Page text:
Twin Valley School District’s excited fourth graders trudged into French Creek State Park, about 260 strong, for an outdoor adventure for the 10th Annual French Creek Environmental Field Trip on May 9.
The field trip encompasses all 4th graders in the district from Honey Brook Elementary, Robeson Elementary and Twin Valley Elementary Centers. This year, the trip was led and organized by Twin Valley Elementary Center 4th grade teacher Susan Sanger along with her team Becky Johnson and Valerie Smith, both 4th grade teachers at Robeson Elementary Center.
“Years ago, three of us elementary teachers were at a Big Woods teacher day. We discussed how students are spending less and less time enjoying the outdoors, and the three of us love being outside,” said Sanger.
“Because 4th grade is the last grade in the elementary schools, we decided that we could do an outdoor environmental day and it would serve two purposes. One, it would give the students some ideas of things they could do outdoors and hopefully give them a love for some of these things, and two, it would be an opportunity to meet some students that they may be in class with the following year at the middle school,” she said.
Hopewell Lake Area served as the central base, with stations set-up throughout the park. Some of the teachers run stations while others chaperoned groups. Some Station Masters are experts from the community from local businesses and organizations who volunteer their time to take a day off from work to teach the children hands-on about nature.
Each student participated in four activities at stations that are too many to mention, A few included the study of birds’ adaptations of wings, feet, bills using binoculars and collecting; orienteering a mapped hike in the woods like a treasure hunt; and geocaching to find hidden geocaches with GPS devices and entering online data. There are 1,659,078 active geocaches and 5 million geocachers exist worldwide; one hidden in the park was located.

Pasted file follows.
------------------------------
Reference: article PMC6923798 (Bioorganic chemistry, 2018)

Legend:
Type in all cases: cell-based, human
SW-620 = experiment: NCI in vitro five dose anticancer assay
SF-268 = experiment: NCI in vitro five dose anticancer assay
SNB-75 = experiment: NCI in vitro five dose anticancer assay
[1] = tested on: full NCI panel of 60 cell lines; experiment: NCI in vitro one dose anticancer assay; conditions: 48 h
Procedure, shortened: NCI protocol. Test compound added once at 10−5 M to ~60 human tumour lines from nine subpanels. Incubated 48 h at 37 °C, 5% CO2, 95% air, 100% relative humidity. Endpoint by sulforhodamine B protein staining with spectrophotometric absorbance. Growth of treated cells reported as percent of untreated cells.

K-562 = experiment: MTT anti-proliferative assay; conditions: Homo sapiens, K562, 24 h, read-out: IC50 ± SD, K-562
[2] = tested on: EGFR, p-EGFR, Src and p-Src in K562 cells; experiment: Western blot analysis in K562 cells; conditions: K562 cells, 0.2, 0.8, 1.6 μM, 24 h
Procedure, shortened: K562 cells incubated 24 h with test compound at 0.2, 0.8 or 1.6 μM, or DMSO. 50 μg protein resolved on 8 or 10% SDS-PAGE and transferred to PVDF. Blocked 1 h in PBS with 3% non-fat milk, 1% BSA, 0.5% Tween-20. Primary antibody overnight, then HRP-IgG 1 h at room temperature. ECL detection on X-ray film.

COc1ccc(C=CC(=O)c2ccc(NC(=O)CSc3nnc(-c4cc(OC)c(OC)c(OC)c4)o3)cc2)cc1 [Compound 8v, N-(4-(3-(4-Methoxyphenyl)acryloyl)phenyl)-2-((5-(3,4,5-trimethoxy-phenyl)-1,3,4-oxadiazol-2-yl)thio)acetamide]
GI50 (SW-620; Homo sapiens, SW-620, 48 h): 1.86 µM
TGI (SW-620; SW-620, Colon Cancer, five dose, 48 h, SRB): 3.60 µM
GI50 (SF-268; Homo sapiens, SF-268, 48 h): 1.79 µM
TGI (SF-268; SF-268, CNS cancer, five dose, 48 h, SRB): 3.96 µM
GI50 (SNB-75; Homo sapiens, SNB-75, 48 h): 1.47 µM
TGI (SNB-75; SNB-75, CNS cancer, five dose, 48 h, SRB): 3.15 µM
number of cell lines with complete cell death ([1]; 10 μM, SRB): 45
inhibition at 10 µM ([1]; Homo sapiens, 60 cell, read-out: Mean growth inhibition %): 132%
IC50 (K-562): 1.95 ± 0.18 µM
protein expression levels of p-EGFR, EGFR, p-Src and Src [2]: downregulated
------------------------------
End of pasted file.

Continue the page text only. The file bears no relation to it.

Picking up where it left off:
“I never thought I would have this much fun at a nature park,” said Ella Glass, 4th grader. “Now I understand it is a habitat. Now, I will look for birds in nature.”
Other activities included a Stream Study, finding critters in the stream to evaluate the ecosystem; Understanding an Enviroscapes community model and pollution; Understanding frogs; Mysterious Nature Writing; Big Woods Kickball; Outdoor First Aid; Nature Photography; and What’s Living in the lake?
“It was an extraordinary experience because I did Nature Photography, and I will do more,” said Seraphina Ware.
“A fun day to reunite with friends from other schools and to learn a lot,” said Breyne Mazzerelli.
Gianna Brugger said, “I liked my frog station!”
“It is an event the children love and talk about for years,” Sanger said.
And talk they did.
“My favorite part was getting to be in a group of people I didn’t know, to make nice new friends,” said Khloe Caldwell.
Zy’Arah Glover said, “I liked Big Woods Kickball,” and Jaiden Belser said, “A wonderful time.”
Nason Cook added, “It was fun because it was learning, but having fun.”
Margaret Wood said, “My favorite thing the fun stations, the solar-powered cars.” Lucas Myers agreed, “It was an exciting day. Met a lot of new people and learned a lot of new things.”
Teacher Rebecca Johnson’s students from Robeson Elementary summed it up,
Kasidy Whitmoyer said, “It’s a day to explore nature and not have to do schoolwork. You get to meet new people. It brings a lot of smiles to people’s faces and it’s an exciting adventure.”
Isabella Juryea said, “Many schools should have this field trip. You can have a great experience, learn, have fun and meet new people.”
“It’s a day to meet new people that you’ll know in Middle School. Maybe you’ll become friends and stay friends throughout life,” said Charlotte Lawson.
In our year of everlasting rain Sanger after 20 years of teaching in the TVSD said, “This year was very muddy and the kids, as well as the teachers, loved it. There is a sense of peacefulness when teaching in the outdoors.”